Australia’s housing sector has played a crucial role in the economic transition after the mining boom.
Dwelling starts have hit all-time highs, thousand of construction jobs have been created, and even more Australians have been employed fitting out the new apartments and houses. Of course there has also been a surge in professional services workers such as architects as a result of the big increase in building.
But that is all about to come to a screaming halt according to Alex Joiner and Alexandra Veroude, both Australia economists at Bank of America Merrill Lynch. This morning they’ve released a research paper highlighting 10 key themes for Australia in 2016.
It is an excellent walk through the many questions people are asking at the moment given the ructions in global markets and fears about the global economic outlook.
But while Joiner and Veroude expect an uptick in Australian growth this year to 2.7% against the 2.3% they have pencilled in for 2015 their outlook also has a pretty bearish view on construction, house prices and as a result employment in hosing and related sectors.
In a theme they are calling “the coming residential bust” Joiner and Veroude write that “the residential construction cycle has peaked at unprecedented levels, the question now becomes how quickly it declines.”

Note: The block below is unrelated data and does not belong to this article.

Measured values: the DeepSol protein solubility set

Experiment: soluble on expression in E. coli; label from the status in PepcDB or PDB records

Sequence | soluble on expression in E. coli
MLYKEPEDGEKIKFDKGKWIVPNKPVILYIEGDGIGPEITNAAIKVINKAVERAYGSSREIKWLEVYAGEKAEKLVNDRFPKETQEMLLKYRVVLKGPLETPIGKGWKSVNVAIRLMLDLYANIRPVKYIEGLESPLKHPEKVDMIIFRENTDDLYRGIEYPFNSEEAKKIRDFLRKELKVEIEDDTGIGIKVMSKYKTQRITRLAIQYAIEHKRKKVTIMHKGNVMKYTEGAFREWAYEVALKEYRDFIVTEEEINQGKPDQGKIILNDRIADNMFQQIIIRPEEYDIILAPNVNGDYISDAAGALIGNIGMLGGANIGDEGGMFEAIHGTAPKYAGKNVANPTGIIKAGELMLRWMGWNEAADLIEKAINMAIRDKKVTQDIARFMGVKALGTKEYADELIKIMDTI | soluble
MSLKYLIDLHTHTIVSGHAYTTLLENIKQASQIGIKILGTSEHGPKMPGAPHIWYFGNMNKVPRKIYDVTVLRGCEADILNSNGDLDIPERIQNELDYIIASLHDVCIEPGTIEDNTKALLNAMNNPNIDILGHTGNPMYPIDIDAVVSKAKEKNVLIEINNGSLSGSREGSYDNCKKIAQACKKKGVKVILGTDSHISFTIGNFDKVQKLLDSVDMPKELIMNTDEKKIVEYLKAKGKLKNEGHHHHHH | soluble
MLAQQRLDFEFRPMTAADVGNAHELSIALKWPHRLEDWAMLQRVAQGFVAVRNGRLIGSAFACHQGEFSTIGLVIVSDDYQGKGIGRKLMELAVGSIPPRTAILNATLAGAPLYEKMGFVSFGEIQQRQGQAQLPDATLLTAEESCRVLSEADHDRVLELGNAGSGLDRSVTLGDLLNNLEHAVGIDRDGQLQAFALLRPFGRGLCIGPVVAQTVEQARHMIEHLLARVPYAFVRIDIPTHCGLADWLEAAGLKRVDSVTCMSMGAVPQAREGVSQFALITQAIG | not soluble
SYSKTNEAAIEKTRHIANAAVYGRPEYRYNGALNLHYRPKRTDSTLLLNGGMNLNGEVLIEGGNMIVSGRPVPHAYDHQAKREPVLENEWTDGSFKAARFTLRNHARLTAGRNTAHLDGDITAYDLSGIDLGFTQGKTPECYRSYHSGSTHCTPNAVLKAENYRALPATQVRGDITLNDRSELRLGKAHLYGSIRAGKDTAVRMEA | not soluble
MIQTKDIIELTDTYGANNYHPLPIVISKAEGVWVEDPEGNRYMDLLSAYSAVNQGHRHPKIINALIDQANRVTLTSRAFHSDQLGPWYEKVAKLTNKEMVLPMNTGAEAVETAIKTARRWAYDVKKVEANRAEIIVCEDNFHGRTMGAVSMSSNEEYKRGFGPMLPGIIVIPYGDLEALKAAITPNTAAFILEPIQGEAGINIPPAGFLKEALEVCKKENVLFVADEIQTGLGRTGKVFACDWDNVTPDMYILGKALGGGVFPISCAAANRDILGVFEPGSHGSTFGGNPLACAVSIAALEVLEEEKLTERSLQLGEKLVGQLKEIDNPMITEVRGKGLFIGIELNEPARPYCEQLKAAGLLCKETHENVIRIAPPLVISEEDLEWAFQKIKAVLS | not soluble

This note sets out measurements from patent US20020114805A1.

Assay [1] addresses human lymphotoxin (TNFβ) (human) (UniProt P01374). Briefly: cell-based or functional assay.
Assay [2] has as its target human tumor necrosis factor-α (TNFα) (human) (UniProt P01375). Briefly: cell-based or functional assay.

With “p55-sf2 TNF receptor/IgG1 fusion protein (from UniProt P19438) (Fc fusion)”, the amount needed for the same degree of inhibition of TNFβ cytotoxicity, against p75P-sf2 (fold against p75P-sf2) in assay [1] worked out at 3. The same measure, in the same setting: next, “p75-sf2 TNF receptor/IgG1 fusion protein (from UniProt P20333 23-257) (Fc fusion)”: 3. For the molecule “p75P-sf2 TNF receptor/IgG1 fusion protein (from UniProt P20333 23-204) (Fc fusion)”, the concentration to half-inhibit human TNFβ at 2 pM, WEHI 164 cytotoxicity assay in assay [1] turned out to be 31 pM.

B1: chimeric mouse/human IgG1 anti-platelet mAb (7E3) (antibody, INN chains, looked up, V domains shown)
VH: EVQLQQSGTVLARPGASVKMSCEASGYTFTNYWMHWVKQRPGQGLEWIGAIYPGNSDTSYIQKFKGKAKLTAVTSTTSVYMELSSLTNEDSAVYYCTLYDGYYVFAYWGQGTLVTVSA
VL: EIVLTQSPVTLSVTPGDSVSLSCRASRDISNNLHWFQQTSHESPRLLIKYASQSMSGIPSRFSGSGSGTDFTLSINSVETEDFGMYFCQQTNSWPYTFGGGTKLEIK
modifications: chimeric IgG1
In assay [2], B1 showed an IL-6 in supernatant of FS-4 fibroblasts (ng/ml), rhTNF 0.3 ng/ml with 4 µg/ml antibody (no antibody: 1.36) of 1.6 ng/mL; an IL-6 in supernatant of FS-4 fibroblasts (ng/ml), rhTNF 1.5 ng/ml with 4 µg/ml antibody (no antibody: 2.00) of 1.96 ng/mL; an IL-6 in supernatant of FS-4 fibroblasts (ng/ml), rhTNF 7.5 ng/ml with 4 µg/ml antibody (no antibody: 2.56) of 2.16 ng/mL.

They say 2016 is likely to be the year of “peak housing” and add that “by the end of the year, the cycle will likely be receding and detracting from growth and employment.”
One the growth front joiner and Veroude say that even though there has been an unprecedented boom in construction its peak contribution to growth has been less than half the contribution of past cycle. That they say means the bust won’t hurt as much when it comes.
At least in a growth sense.
But employment is a different matter (our emphasis):
With dwelling starts at record highs, direct residential building construction employment is around 100,000. However, services to fit out residential property accounts for 700,000 people. There has also been a material rise in professional services linked to this cycle, including architects and real estate services. The risk to employment will be determined by how quickly will the dwelling construction cycle declines. And despite good employment growth there will be skill mis-matches in reabsorbing all of these potential job losses. This is as construction and blue collar workers are not easily absorbed into the sectors of employment that are growing – primarily services.
Rising unemployment is never a good thing for an economy and along with continued job losses in mining construction and the closure of car manufacturing Joiner and Veroude expect unemployment to head back to 6% and stay sticky “at or above” this level.
On property prices themselves the authors say “(dwelling)price growth will decelerate markedly with the risk that prices will decline outright.”